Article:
Modern life is complex and evolution went along way starting from very simple organic molecules to larger biomolecules and, in addition, they interact with other classes of molecules in the environment. It is the essence of scientific research to be in constant evolution. Plant cell science, plant genetics, and plant biotechnology of today bear only faint resemblance to what they used to be only twenty years ago. Plant cell reports keep pace with this evolution.
Plants have evolved an amazing array of metabolic pathways leading to molecules capable of responding promptly and effectively to stress situations imposed by biotic and abiotic factors, some of which supply the ever-growing needs of humankind for natural chemicals, such as pharmaceuticals, nutraceuticals, agrochemicals, food and chemical additives, biofuels, and biomass. Robotics and combinatorial techniques allow chemists to synthesize single libraries that contain more compounds than ever before. Especially, medicinal chemists but also chemists active in the catalysis area have embraced this efficient new synthesis tool. Moreover, advances in molecular biology and genomics continue to improve our understanding of biological processes and to suggest new approaches to deal with inadequately or untreated diseases that afflict mankind. Despite of all the progress in both molecular biology/genomics and combinatorial chemistry methods, it is generally recognized that the number of pharmaceutically relevant hits is not directly proportional to the number of compounds screened. Both structural diversity and complexity in a collection of molecules are essential to address.
13 Chapters in this eBook on medicinal plant biotechnology covers recent developments in this field. It includes a comprehensive up-to-date survey on established medicinal plants and on molecules which gained importance in recent years. The chapters published in this eBook today address highly relevant issues in modern plant cell science and plant molecular biology.
In “biotechnological production of plant secondary metabolites”, expert researchers provide detailed practical information on some of the most important methods employed in the engineering of plant secondary metabolism pathways and in the acquisition of essential knowledge in performing this activity, including the significant advances and emerging strategies. The chapters include introductions to their respective topics, lists of the necessary materials and methods, findings along with discussions step-by-step.
Among secondary metabolites, the biosynthesis of phenolic compounds which have a potential use as an antioxidant and terpenes extensively used as flavors and fragrances in perfumery and medicines are described in detail. Recent advances in plant biotechnology have been explained by showing the potential of plant cell and tissue cultures for the large-scale production of valuable secondary metabolites. One of the most important secondary metabolite of the plants known as coumarins has been examined regarding to the biotechnological view.
Natural products with potential biomedical applications along with the production of bioactive compounds by using biotechnological methods have been described. The production of anthocyanins under in vitro conditions has been given in detail for researchers in plant biotechnology. From Scrophulariaceae family, Castilleja tenuiflora Benth. is one of the medicinal plants used in Mexican folk medicine in the treatment of cancer. Root and shoot cultures of this plant species have been investigated for the production of flavonoids and iridoids which are responsible for antioxidant and cytotoxic activities. Strategies to increase secondary metabolite production in plant cell cultures have been explained by giving examples for terpenoids.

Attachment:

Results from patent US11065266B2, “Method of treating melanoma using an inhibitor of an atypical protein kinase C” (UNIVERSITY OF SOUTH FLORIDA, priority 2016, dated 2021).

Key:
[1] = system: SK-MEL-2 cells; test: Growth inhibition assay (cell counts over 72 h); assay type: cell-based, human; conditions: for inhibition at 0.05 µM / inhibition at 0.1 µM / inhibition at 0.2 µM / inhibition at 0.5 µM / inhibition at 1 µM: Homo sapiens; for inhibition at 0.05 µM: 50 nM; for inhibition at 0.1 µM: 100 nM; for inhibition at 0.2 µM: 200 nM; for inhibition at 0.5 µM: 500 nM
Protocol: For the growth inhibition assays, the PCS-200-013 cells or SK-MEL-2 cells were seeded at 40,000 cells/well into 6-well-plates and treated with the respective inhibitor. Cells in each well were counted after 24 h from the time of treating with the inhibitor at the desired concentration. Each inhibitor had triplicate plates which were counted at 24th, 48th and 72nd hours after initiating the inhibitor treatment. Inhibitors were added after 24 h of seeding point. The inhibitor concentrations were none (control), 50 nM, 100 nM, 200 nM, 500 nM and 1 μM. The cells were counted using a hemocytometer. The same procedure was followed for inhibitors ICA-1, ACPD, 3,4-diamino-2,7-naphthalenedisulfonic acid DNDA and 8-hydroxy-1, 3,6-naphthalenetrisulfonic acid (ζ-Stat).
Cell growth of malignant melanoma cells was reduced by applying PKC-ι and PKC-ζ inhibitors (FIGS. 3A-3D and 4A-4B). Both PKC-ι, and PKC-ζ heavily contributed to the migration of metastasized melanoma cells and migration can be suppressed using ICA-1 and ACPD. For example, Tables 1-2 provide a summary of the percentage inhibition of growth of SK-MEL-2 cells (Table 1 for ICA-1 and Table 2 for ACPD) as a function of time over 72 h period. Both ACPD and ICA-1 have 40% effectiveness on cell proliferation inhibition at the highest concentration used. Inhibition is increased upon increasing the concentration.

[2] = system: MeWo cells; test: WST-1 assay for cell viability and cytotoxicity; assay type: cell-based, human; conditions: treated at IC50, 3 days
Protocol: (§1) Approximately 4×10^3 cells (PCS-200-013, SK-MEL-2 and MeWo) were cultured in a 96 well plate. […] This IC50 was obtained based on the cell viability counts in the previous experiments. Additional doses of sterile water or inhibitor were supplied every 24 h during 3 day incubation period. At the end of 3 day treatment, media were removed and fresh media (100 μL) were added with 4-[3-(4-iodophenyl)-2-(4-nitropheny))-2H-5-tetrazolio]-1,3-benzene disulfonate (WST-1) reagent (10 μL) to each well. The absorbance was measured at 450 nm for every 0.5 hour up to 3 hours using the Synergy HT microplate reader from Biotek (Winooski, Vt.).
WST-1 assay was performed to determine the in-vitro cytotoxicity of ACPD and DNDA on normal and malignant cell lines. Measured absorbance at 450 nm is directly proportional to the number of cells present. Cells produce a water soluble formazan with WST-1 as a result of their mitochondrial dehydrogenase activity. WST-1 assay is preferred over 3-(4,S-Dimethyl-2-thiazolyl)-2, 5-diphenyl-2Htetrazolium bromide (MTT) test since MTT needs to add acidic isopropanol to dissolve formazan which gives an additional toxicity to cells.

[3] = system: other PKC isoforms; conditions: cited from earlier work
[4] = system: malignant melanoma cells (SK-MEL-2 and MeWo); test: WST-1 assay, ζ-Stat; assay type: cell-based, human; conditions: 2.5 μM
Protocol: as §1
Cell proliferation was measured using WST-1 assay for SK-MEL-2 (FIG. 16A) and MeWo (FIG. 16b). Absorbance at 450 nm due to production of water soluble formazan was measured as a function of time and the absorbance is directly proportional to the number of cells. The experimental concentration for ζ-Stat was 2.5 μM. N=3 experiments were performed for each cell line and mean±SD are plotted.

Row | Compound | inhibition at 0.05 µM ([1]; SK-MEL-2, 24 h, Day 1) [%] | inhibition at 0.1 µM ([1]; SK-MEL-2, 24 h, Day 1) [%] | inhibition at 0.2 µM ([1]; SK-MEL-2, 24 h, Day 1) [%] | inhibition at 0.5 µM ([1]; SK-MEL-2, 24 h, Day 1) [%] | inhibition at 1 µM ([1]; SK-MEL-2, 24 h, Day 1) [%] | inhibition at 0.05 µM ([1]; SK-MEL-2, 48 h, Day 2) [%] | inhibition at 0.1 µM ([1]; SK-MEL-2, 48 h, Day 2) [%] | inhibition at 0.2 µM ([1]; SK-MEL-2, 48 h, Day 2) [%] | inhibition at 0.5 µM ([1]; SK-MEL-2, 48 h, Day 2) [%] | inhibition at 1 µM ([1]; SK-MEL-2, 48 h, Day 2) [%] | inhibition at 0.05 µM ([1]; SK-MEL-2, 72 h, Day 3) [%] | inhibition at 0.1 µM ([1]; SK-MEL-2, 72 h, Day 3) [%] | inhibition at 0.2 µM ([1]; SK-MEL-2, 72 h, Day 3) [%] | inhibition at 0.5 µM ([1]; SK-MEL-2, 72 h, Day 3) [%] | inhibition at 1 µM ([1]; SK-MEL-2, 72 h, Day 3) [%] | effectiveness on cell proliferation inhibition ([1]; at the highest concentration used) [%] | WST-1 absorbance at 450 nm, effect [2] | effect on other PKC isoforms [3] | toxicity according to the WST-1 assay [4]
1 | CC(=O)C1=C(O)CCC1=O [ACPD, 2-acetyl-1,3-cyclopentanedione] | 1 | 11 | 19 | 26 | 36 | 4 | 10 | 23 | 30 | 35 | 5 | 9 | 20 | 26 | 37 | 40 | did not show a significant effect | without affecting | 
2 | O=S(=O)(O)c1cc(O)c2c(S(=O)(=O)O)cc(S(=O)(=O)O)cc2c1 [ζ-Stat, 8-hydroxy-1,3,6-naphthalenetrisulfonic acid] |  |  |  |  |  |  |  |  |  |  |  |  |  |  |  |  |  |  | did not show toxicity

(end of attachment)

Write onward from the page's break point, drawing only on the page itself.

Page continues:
Biotechnological investigations on Amaranthaceae plant species have been summarized. Biotechnology approaches have been shown for the utilization of Jojoba which is an economical important plant by giving propagation and cloning of genes coding for economically important traits. The production of cardenolides in Digitalis cultures was extensively described for the industrial production. Depending on their medicinal and economical importance, the production of secondary metabolites of the plant species from Boraginaceae family using biotechnological methods have been outlined. The impacts of cell and tissue culture technologies for the large-scale production of anticancer secondary metabolites have also been included.
Ilkay Erdogan Orhan has produced a magnificent effort covering relevant aspects of the medicinal plants in this eBook. Botanists, chemists, biochemists, pharmacognosists and molecular biologists having any interest potentially bioactive compounds will be satisfied in the eBook content.
Ilkay Erdogan Orhan is an experienced young pharmacognosist for many years now, she has been a scientist at the Department of Pharmacognosy, Faculty of Pharmacy Gazi University, involving with Turkish medicinal plant and marine organisms screening program. Her work includes the biological evaluation and phytochemical studies of secondary metabolites for drug discovery. She has published many scientific articles devoted to the discovery of new bioactive natural compounds and author/co-authored several chapters on the subject of medicinal plants. This wide experience has given her a broad perspective on drug discovery from biological sources and has benefited this eBook enormously. This eBook will be useful by academic and industrial scientists having any interest in the potential of plants as a source of bioactive lead compounds and to all who are interested in medicinal plants.
Prof. Dr. Bilge Sener
Professor of Pharmacognosy
Faculty of Pharmacy